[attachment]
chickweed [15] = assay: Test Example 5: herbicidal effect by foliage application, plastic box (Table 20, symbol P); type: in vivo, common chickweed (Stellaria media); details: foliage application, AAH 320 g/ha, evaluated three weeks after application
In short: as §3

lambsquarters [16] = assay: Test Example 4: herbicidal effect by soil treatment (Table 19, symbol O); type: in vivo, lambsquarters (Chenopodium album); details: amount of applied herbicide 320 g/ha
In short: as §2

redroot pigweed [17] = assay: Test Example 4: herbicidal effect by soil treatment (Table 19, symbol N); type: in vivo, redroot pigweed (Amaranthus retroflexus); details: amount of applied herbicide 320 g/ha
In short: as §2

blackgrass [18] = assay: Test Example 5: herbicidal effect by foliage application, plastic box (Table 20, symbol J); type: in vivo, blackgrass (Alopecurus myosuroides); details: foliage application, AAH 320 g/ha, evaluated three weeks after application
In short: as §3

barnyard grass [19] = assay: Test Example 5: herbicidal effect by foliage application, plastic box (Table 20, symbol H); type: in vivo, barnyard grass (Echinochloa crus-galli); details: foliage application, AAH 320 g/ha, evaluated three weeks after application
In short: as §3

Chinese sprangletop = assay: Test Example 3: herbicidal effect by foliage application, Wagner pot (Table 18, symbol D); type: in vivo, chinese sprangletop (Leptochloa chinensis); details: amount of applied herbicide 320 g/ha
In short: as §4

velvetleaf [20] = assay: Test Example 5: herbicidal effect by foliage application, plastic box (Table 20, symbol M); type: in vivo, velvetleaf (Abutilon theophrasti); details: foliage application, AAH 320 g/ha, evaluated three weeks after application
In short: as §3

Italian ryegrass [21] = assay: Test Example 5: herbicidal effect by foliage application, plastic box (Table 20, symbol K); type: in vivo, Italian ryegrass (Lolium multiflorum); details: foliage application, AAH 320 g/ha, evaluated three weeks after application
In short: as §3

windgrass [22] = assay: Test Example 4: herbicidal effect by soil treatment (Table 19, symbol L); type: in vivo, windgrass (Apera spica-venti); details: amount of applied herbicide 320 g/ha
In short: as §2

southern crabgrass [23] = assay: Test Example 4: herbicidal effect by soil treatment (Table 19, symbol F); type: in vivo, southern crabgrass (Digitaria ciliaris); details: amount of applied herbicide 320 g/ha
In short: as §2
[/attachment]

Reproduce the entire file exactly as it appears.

chickweed [15] = assay: Test Example 5: herbicidal effect by foliage application, plastic box (Table 20, symbol P); type: in vivo, common chickweed (Stellaria media); details: foliage application, AAH 320 g/ha, evaluated three weeks after application
In short: as §3

lambsquarters [16] = assay: Test Example 4: herbicidal effect by soil treatment (Table 19, symbol O); type: in vivo, lambsquarters (Chenopodium album); details: amount of applied herbicide 320 g/ha
In short: as §2

redroot pigweed [17] = assay: Test Example 4: herbicidal effect by soil treatment (Table 19, symbol N); type: in vivo, redroot pigweed (Amaranthus retroflexus); details: amount of applied herbicide 320 g/ha
In short: as §2

blackgrass [18] = assay: Test Example 5: herbicidal effect by foliage application, plastic box (Table 20, symbol J); type: in vivo, blackgrass (Alopecurus myosuroides); details: foliage application, AAH 320 g/ha, evaluated three weeks after application
In short: as §3

barnyard grass [19] = assay: Test Example 5: herbicidal effect by foliage application, plastic box (Table 20, symbol H); type: in vivo, barnyard grass (Echinochloa crus-galli); details: foliage application, AAH 320 g/ha, evaluated three weeks after application
In short: as §3

Chinese sprangletop = assay: Test Example 3: herbicidal effect by foliage application, Wagner pot (Table 18, symbol D); type: in vivo, chinese sprangletop (Leptochloa chinensis); details: amount of applied herbicide 320 g/ha
In short: as §4

velvetleaf [20] = assay: Test Example 5: herbicidal effect by foliage application, plastic box (Table 20, symbol M); type: in vivo, velvetleaf (Abutilon theophrasti); details: foliage application, AAH 320 g/ha, evaluated three weeks after application
In short: as §3

Italian ryegrass [21] = assay: Test Example 5: herbicidal effect by foliage application, plastic box (Table 20, symbol K); type: in vivo, Italian ryegrass (Lolium multiflorum); details: foliage application, AAH 320 g/ha, evaluated three weeks after application
In short: as §3

windgrass [22] = assay: Test Example 4: herbicidal effect by soil treatment (Table 19, symbol L); type: in vivo, windgrass (Apera spica-venti); details: amount of applied herbicide 320 g/ha
In short: as §2

southern crabgrass [23] = assay: Test Example 4: herbicidal effect by soil treatment (Table 19, symbol F); type: in vivo, southern crabgrass (Digitaria ciliaris); details: amount of applied herbicide 320 g/ha
In short: as §2